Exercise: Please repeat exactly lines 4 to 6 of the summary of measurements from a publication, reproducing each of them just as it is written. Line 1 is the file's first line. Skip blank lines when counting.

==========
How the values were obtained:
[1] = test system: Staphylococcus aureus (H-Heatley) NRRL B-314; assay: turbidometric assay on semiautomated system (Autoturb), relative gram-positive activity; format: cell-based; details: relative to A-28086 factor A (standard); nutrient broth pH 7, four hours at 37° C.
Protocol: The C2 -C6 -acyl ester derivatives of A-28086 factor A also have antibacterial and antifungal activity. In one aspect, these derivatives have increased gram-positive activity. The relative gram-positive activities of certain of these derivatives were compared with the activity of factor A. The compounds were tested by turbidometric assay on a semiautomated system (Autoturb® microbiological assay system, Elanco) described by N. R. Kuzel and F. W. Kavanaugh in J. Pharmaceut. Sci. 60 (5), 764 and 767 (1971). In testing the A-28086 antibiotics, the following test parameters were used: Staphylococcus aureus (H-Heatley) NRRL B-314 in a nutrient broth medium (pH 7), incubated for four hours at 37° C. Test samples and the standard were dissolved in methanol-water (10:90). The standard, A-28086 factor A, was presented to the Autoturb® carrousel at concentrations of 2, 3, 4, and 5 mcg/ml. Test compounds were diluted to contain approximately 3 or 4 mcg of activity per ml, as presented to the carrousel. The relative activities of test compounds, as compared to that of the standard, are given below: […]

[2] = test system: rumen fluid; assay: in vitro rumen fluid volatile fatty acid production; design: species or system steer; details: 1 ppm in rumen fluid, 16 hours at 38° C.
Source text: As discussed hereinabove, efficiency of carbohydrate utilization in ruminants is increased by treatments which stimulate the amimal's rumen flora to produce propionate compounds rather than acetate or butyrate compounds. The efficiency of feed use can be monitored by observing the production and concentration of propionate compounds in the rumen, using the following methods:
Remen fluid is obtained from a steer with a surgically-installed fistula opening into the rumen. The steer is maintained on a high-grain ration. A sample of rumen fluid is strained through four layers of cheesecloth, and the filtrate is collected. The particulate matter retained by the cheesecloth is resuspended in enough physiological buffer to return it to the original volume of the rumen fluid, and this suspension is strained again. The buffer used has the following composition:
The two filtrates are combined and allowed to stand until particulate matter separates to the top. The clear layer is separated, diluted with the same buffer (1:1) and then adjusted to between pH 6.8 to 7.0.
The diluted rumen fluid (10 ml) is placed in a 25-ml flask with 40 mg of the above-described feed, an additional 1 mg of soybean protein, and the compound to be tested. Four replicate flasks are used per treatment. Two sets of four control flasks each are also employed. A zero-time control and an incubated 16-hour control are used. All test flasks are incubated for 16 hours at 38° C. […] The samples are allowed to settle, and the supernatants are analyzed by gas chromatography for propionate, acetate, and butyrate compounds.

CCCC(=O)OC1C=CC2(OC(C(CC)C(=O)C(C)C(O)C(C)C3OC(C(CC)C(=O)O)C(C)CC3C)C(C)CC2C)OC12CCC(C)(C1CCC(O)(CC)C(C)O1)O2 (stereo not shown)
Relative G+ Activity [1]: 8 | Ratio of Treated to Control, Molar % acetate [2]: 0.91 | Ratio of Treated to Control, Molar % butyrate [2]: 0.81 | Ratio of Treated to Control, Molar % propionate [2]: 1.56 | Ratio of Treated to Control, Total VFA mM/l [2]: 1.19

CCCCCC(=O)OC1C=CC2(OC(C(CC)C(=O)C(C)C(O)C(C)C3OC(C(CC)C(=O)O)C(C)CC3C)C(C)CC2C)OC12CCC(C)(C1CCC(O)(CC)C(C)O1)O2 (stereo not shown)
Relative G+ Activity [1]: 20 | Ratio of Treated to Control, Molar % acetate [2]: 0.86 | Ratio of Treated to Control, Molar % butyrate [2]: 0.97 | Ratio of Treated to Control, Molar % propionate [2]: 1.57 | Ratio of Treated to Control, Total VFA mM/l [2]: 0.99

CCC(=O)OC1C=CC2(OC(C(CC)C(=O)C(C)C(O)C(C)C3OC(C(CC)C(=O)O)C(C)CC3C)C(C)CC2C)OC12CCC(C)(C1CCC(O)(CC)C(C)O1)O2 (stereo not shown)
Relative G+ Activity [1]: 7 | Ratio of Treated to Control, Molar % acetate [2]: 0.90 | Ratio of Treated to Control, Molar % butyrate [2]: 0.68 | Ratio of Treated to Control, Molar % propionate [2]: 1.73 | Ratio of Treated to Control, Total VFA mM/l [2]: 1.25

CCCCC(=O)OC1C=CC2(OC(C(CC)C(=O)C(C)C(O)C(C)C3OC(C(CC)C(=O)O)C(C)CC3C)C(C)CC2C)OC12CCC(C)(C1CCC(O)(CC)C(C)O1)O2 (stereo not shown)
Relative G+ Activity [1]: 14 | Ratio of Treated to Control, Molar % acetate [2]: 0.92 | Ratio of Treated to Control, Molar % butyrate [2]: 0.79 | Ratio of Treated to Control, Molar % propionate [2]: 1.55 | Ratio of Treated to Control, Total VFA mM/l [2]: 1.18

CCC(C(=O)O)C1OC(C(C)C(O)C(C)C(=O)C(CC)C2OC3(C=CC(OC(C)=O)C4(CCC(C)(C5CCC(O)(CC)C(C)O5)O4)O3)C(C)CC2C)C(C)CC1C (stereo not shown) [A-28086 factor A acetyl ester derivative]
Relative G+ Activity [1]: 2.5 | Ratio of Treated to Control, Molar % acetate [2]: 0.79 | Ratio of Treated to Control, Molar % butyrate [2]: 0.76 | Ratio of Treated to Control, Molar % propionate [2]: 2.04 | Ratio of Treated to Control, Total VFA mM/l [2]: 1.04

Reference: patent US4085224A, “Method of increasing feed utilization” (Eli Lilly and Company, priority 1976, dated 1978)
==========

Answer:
[2] = test system: rumen fluid; assay: in vitro rumen fluid volatile fatty acid production; design: species or system steer; details: 1 ppm in rumen fluid, 16 hours at 38° C.
Source text: As discussed hereinabove, efficiency of carbohydrate utilization in ruminants is increased by treatments which stimulate the amimal's rumen flora to produce propionate compounds rather than acetate or butyrate compounds. The efficiency of feed use can be monitored by observing the production and concentration of propionate compounds in the rumen, using the following methods:
Remen fluid is obtained from a steer with a surgically-installed fistula opening into the rumen. The steer is maintained on a high-grain ration. A sample of rumen fluid is strained through four layers of cheesecloth, and the filtrate is collected. The particulate matter retained by the cheesecloth is resuspended in enough physiological buffer to return it to the original volume of the rumen fluid, and this suspension is strained again. The buffer used has the following composition: